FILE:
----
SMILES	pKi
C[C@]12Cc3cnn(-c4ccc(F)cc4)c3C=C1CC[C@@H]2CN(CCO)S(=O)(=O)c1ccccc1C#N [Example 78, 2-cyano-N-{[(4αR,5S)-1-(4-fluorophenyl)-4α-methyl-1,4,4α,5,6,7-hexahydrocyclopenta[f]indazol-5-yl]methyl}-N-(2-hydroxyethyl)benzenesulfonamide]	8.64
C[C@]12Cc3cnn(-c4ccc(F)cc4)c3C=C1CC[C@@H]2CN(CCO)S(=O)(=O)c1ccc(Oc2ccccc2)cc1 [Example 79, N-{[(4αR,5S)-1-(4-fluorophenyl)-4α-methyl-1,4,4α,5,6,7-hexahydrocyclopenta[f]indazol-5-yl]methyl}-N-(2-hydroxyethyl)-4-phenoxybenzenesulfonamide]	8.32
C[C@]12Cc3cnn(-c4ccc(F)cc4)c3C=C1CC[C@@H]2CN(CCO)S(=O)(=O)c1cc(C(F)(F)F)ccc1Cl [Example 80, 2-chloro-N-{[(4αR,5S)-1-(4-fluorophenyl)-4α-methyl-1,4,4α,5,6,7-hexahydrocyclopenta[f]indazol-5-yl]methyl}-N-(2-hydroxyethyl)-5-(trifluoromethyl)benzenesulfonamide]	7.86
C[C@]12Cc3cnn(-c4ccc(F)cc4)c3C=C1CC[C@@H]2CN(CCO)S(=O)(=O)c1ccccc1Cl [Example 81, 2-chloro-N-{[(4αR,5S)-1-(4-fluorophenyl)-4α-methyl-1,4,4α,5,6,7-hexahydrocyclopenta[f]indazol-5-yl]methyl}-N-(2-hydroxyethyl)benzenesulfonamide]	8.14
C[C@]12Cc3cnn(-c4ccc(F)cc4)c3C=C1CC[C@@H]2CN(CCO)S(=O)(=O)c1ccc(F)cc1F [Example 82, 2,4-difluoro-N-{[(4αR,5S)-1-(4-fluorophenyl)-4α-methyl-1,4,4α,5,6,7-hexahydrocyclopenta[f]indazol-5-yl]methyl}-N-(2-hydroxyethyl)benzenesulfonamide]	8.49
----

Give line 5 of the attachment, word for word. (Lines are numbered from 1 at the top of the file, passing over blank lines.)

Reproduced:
C[C@]12Cc3cnn(-c4ccc(F)cc4)c3C=C1CC[C@@H]2CN(CCO)S(=O)(=O)c1ccccc1Cl [Example 81, 2-chloro-N-{[(4αR,5S)-1-(4-fluorophenyl)-4α-methyl-1,4,4α,5,6,7-hexahydrocyclopenta[f]indazol-5-yl]methyl}-N-(2-hydroxyethyl)benzenesulfonamide]	8.14